Today marks 172 years since the Crown acknowledged and committed to protect the rights to land of the Sault Ste. Marie Métis Community in the Robinson-Huron Treaty negotiations. That solemn commitment remains unfulfilled today, and reconciliation is stalled without it.
This morning, the bell in the steeple of the Sault Métis Centre — the former St. John’s Anglican Church — will ring 172 times, signifying the 172 years that have gone by since the solemn promise was made to the Métis community at Sault Ste. Marie. Church bells have long been used in Métis communities as messengers, to announce births, deaths and important meetings – today, as it has for the past two years – the bell rings as a call to justice.
Canada has long turned a blind eye to these promises but, the Sault Ste. Marie Métis Community has never forgotten.
“We have made significant gains in having our right to self-government recognized and affirmed, but reconciliation is not possible without these issues being addressed. This is a top priority for our community,” said Mitch Case, Métis Nation of Ontario Regional Councillor. “It is fitting that we are advancing our call for reconciliation on Métis land rights in Sault Ste. Marie the home of the Powley case that remains the only Supreme Court of Canada decision affirming Métis rights protected by section 35 of the Constitution Act, 1982.”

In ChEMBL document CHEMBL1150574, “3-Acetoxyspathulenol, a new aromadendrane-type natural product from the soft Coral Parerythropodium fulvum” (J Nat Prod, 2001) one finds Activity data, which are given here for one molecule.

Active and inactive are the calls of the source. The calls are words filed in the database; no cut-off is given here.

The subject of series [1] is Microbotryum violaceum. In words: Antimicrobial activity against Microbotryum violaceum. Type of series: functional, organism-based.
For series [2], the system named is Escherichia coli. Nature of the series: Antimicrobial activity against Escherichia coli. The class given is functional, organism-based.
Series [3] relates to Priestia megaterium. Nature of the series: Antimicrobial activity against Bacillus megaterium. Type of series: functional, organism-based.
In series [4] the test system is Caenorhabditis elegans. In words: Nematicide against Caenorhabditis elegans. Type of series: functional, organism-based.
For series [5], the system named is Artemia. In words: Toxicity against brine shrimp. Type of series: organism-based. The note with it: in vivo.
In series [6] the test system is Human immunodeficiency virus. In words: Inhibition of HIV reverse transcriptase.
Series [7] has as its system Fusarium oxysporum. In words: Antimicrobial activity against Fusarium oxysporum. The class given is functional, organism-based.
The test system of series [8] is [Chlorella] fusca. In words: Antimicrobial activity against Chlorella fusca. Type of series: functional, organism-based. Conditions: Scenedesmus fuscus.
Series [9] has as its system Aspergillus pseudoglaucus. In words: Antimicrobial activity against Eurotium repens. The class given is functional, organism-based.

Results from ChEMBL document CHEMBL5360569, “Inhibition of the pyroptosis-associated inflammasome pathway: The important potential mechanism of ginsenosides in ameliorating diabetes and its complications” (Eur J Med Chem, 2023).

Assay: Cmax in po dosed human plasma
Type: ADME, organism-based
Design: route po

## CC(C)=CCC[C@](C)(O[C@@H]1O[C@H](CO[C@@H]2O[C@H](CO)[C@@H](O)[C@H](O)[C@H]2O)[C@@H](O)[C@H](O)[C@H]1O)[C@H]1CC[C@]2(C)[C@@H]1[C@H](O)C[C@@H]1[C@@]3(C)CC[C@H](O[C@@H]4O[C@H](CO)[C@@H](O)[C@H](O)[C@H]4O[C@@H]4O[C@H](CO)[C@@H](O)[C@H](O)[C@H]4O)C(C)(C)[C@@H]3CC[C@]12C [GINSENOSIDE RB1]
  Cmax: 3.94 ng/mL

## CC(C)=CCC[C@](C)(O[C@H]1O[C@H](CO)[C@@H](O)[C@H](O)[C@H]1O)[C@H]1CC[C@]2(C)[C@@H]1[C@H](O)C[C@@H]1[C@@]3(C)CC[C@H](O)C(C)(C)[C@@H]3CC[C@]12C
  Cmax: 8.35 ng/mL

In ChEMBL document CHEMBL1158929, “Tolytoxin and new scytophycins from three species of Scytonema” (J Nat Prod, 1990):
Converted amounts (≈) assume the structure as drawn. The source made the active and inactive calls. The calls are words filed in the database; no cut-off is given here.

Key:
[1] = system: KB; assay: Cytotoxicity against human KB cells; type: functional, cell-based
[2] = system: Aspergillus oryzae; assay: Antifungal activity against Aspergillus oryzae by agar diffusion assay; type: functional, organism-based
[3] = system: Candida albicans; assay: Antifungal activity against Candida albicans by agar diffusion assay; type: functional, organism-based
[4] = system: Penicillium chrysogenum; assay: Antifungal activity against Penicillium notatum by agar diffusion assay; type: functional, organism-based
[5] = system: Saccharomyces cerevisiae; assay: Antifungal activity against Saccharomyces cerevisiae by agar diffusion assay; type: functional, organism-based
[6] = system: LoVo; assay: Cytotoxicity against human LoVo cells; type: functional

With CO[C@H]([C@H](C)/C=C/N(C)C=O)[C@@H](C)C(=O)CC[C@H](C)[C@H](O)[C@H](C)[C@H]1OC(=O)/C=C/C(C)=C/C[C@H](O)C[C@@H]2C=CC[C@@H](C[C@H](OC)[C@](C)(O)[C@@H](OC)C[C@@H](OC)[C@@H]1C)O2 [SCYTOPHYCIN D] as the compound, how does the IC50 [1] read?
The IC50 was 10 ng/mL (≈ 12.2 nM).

Unfortunately, broken promises and the exclusion of the Métis from the Robinson Treaties – despite the Treaty Commissioner’s express recommendation that they be included – is just one story in what has been the common experience of Métis communities of exclusion and marginalization as Canada asserted itself on the land.
“The Crown’s broken promise to protect Métis in Sault Ste. Marie are not the only issues affecting Métis communities stemming from the lack of a Métis Claims Policy at the Federal level.” said Margaret Froh, President of the Métis Nation of Ontario. “Métis in Penetanguishene, Sault Ste. Marie, James Bay and Northwestern Ontario all have outstanding issues to be addressed by the Crown, to say nothing of the significant issues for other Métis communities across the Homeland, such as the fraudulent scrip system in Western Canada.”
“This community needs and deserves a process to resolve this issue, and I would argue that Canada needs it also – if Canada intends to restore its honour and reputation and make true the idea of reconciliation, it needs to sit down with this community, listen to our elders and make good on their promise. It’s time.” concluded Case
As a result of the combined Anishinaabe and Métis rights assertions and action at Mica Bay in 1849, Treaty Commissioner William B. Robinson was appointed by Canada to address Indigenous interests in the region, ultimately leading to the Robinson Treaties being signed in 1850 in order to open the region to legal European settlement and resource extraction.
On September 9th, 1850 Robinson made a promise on behalf of the Crown that the lands along the St. Mary’s River, upon which the Métis community resided, would be respected, and protected. His report and recommendations to the Crown included a promise to protect these Métis lands, which are now downtown Sault Ste. Marie. On October 21st, 1850. Robinson formally submitted his report to the Governor General.